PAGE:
A long time ago in a galaxy far, far away, there was a perfect movie. Full of action, adventure, brave heroes and heroines, evil villains and strange worlds. The story began, evolved, climaxed and then wrapped up with a perfect little bow. It was pure cinematic love.
And then there was "The Phantom Menace."
The other day I was at a rummage sale in Cortland. Clutching my prize find (a velvet painting of a lion) I spied the VHS box set of "Star Wars" Episodes IV-VI - pre-Special Edition. You know, before George Lucas added a bunch of unnecessary CGI cutesyness. And definitely before they added young Anakin Skywalker at the end of "Return of the Jedi" instead of the guy we saw under Darth Vader's mask before he, um, did stuff I will leave unsaid for those who have yet to experience "Star Wars."
Already owning all versions of the VHS box sets, I noticed it not wanting to buy it, but as another reminder of how the perfect awesome movie was tinkered and tweaked until it became something else entirely; of how what was once a source of wonder was now a source of debate and contention; of how nothing gold can stay.
Like so many '80s/'90s kids, I was in love with "Star Wars." The timeless story of good vs. evil, light vs. darkness was a message even the littlest moviegoer could understand. Watching Luke Skywalker, Han Solo, Princess Leia and the other Rebels as they fought to end the evil rule of Darth Vader and the Emperor lit the fires of rooting for good guys, the pure of heart.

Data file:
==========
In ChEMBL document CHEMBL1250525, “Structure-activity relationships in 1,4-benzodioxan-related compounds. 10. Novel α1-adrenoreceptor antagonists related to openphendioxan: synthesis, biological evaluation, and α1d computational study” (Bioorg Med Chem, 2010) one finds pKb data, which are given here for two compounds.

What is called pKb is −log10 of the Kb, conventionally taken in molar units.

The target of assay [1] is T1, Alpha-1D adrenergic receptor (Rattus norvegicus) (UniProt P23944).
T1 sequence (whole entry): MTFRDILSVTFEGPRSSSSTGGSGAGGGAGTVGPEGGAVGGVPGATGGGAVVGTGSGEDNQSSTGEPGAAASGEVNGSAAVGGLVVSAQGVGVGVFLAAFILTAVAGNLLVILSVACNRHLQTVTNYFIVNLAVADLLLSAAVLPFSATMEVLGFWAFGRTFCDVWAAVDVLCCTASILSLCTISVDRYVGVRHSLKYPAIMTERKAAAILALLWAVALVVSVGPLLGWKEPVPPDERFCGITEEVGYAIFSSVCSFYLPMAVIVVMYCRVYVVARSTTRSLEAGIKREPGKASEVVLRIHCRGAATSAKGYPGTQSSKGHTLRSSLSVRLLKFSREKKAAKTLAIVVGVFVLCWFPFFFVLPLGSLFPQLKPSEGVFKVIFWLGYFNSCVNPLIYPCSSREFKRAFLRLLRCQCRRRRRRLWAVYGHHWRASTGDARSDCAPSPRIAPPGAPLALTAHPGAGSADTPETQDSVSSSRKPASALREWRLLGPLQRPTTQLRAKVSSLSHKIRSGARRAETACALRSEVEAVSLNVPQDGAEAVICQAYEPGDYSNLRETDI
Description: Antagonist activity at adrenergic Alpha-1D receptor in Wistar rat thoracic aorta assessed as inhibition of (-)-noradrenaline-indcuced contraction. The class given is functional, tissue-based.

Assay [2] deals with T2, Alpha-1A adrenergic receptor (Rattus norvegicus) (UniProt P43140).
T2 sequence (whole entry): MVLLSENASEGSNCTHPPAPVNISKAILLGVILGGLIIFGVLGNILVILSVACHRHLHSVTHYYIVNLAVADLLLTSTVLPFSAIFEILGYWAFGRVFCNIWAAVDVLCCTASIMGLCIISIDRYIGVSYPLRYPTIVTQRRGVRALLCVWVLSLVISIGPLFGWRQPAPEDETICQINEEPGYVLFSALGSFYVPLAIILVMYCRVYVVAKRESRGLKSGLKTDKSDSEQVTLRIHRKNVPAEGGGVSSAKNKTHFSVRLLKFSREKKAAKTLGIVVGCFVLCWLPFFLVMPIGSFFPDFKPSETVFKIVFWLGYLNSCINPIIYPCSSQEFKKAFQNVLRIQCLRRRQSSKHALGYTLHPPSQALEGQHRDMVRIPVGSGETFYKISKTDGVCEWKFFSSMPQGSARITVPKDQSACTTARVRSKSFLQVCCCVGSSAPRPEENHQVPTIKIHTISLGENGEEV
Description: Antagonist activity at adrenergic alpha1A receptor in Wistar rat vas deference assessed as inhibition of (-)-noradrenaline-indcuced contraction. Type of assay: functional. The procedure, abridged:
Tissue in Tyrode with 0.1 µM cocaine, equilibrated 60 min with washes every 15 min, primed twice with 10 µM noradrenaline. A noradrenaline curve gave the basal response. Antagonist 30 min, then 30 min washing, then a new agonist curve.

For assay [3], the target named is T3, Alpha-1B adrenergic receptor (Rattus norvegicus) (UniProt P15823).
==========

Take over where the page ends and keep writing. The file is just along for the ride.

Even the toys, the awesome, awesome toys, opened doors of creativity. Kids could invent their own heroic tales with their Hoth Luke action figure -?or just repeatedly trap him in the Jabba's Palace playset dungeon.
The little space-movie-that-could became a juggernaut, and though we were happy to live with our happy "Star Wars" memories, in 1999 the first of the prequels was released.
Imagine, if for a fleeting moment, your favorite sports team had a perfect record, did all the right plays, and every fan was content. It stood as a shining example of excellence in its field. And then they turned into the Browns.
I am reluctant to say I hate the prequels. I don't want to write them off. I have a little Yoda toy on my desk right now. I will put up with a dozen pod races for some Yoda. I need to give them another go.
There are parts I like very much. The scenes of lovable walking carpet Chewbacca's home planet, Kashyyyk. The big reveal of the under-construction Death Star. Samuel L. Jackson just existing.
But after the prequels came out, anything further altering or adding to the "Star Wars" universe granted trepidation. The original films were lightning in a bottle - a time and place that can't be recaptured, or equaled.
J.J. Abrams has been tasked with directing the new batch of "Star Wars" movies, the first to be released in 2015. He did a good job with the "Star Trek" reboots. Godspeed.
Today, May the Fourth, may the force (or clever puns) be with you. "Star Wars" represents the purity of light over darkness, the magic of storytelling, and childlike wonder. We need more of that in the world. And we definitely do not need any more Jar-Jar Binks. Burn it with fire.
Love "Star Wars?" Tell me at firstname.lastname@example.org.